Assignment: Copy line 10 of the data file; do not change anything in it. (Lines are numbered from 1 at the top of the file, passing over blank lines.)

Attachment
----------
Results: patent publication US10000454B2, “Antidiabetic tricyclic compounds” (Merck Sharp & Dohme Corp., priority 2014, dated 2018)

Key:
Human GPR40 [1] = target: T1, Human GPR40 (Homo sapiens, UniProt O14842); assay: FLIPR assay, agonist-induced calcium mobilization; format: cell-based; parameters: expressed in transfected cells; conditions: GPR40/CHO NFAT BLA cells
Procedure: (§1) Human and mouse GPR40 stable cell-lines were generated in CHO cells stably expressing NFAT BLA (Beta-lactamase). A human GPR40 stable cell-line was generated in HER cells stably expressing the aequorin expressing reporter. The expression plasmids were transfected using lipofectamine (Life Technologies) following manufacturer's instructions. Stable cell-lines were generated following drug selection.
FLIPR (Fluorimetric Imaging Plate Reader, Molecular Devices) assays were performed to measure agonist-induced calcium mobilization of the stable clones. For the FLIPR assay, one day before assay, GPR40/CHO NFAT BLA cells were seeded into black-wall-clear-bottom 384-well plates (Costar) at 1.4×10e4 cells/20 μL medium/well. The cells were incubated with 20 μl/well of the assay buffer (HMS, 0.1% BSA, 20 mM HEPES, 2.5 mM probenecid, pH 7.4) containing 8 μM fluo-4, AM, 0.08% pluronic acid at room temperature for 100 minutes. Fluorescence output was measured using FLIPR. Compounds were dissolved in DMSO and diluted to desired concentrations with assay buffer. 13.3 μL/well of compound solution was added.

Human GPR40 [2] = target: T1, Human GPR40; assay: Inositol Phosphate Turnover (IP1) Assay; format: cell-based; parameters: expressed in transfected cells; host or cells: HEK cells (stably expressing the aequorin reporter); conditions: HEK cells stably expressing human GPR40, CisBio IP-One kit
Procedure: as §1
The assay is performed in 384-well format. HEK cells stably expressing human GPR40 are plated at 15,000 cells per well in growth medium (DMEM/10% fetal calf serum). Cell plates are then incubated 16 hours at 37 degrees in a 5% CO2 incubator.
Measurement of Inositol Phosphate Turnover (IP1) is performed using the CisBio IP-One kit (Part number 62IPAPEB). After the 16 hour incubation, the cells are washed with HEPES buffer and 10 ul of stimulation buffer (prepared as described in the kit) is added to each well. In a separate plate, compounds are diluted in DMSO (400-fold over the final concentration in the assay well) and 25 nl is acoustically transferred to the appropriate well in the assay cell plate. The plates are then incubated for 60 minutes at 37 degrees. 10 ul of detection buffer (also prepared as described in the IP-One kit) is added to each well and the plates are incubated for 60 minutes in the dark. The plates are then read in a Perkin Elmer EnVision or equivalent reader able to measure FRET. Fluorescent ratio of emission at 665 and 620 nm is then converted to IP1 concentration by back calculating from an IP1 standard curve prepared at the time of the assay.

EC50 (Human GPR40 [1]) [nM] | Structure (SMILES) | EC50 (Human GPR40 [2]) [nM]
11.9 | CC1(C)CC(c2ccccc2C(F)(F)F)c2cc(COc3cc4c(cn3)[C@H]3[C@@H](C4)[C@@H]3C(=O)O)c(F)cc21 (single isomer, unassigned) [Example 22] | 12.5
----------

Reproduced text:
EC50 (Human GPR40 [1]) [nM] | Structure (SMILES) | EC50 (Human GPR40 [2]) [nM]